Treatment protocol and outcome

Of the total cases, (92.88%) received treatment with at least one cestocidal (Albendazole or Praziquantel + Dexamethasone), (2.86%) did not receive antihelmintic treatment and (4.24%) received other kind of treatment (surgical resection and/or ventricular -peritoneal shunt). The (33.1%) of patients were diagnosed with absolute criteria for NCC and had a history of taeniasis sometime in their life. Of these (8.1%) showed a personal history of previous seizures. However, the vast majorities of these cases (61.2%) were diagnosed with major criteria for NCC, and reported no previous personal or family history of NCC or seizures whatsoever before admission (Table 1).

On an average, 78.6% of cases reported imaging controls made ​​within the 1st year after admission, and 20% after the 1st year. The 60.9% attended respective outpatient controls within the immediate 1st year and 32.9% reported no outpatient follow-up. The (20.06%) of cases studied resulted with sequelae of epilepsy due to NCC (p=0.045) (Table 1).

Discussion

NCC is an illness related to the parasitic transmission in communities with poor health status, humans are the only possible host responsible for the spread of the parasite eggs [25]. The results presented in this study could be extrapolated to the rest of the Colombian population and other endemic countries, where NCC is considered highly prevalent, becoming a public health problem. There is still no knowledge of the crude prevalence and incidence of Neurocysticercosis within the Colombian population. Although there are some studies described in other regions of the country, they have been evaluated under a microbiological approach describing antigenic seroprevalence rates and not having into account the utility of diagnostic criteria as proposed by Del Brutto et al. [17]. These studies are limited to report the exposure levels a person has with the antigen parasite. But it’s not necessarily correlated with clinical diagnosis or under imaging and therapeutic criteria. It can’t be standardized with measures and clinical observations: for example of an institutional protocol along with the frequent complications and sequels of the parasites is such as epilepsy [17]. According to the National Institute of Health of Colombia, the numbers of positive seroprevalence generally range between 0.53 and 40.19% taken from data found in studies conducted at the laboratory of parasitology [25]. In our series of cases, patients from the Caribbean region and particularly the province of Bolívar were included. This is a highly endemic area for NCC where pig farms are developed in a rudimentary form without the proper conditions of health sanitary control. (No sanitary facilities as potable and served water). A positive seroprevalence rate in serum of 61.46% was found out of the total of samples taken [17,25].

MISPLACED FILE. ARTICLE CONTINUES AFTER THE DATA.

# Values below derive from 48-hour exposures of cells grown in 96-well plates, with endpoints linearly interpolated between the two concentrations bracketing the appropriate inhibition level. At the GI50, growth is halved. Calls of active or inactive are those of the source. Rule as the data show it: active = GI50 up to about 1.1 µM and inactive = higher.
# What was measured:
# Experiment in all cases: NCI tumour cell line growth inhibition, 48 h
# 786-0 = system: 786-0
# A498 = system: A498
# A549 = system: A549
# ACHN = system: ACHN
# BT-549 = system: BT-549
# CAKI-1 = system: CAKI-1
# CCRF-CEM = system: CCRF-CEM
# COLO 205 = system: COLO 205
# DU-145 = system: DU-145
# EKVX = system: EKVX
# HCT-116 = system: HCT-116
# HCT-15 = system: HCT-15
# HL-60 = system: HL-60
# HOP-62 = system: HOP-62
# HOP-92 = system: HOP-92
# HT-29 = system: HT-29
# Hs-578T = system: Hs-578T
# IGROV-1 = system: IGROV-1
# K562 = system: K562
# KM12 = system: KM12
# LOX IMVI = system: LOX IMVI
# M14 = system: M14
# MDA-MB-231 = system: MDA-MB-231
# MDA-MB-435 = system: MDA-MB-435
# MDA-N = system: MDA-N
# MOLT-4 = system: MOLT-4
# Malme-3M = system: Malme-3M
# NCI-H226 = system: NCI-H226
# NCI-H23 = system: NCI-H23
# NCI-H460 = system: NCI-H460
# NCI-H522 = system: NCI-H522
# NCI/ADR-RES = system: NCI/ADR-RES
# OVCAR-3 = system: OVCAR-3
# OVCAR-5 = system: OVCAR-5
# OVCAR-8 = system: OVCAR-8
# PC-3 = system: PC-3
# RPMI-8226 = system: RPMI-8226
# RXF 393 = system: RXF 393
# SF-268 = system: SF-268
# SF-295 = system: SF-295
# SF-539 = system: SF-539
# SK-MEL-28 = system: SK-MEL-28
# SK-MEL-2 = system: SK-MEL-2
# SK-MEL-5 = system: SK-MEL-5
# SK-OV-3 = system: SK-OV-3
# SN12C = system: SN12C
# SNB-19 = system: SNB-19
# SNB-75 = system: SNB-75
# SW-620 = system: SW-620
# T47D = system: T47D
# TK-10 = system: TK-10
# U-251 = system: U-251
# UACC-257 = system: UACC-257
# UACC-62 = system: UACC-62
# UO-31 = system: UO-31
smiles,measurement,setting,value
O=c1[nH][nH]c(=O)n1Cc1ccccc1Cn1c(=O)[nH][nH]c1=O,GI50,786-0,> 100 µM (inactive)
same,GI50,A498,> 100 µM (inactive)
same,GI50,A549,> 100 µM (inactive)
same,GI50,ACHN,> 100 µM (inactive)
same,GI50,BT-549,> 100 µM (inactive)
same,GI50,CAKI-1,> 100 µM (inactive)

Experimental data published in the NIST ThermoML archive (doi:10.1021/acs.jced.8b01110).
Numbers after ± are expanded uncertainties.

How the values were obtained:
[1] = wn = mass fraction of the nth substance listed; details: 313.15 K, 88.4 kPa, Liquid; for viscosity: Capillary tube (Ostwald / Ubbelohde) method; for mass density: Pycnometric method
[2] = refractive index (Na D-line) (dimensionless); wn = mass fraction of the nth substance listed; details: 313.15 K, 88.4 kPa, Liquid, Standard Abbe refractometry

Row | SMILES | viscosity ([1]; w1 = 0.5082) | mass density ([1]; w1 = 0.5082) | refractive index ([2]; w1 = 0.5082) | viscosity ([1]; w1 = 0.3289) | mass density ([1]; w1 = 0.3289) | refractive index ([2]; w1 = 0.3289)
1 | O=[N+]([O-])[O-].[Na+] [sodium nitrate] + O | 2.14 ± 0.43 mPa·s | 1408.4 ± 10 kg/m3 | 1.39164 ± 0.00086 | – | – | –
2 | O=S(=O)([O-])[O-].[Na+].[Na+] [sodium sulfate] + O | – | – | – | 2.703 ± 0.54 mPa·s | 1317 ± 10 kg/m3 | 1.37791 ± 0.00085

The NCC is a disease related to the migratory phenomenon; in the U.S. there are few reports of recent cases in the state of Texas, in a review of 111 patients with cerebral cysticercosis in the Hispanic immigrant population [26]. The vast majority of immigrants coming from Latin America to the United States are young adults, so it is the most affected age group presenting a higher incidence during the productive ages of life, similar to the results found in these series [27].

Esquivel et al. have reported 20 cases of NCC in the city of Madrid, all attributed to human migration [28]. Fleury et al. showed that the frequency of NCC has not changed significantly in Mexico in the recent years, in fact, despite the implementation of government strategies and health policies; NCC still continues to struggle with a high prevalence of porcine cysticercosis within the rural areas [29]. 75% of cases reported in this series were diagnosed before 45 years of age, with a mean age of 28.6 ± 17.05 (29.08 for men and 25.96 for women). Gender distribution was 58.7% for male and 41.3% for female group, similar to that reported in most of the reviewed literature; however Montano et al., found a higher prevalence of the disease in females, probably related to other epidemiological factors [9].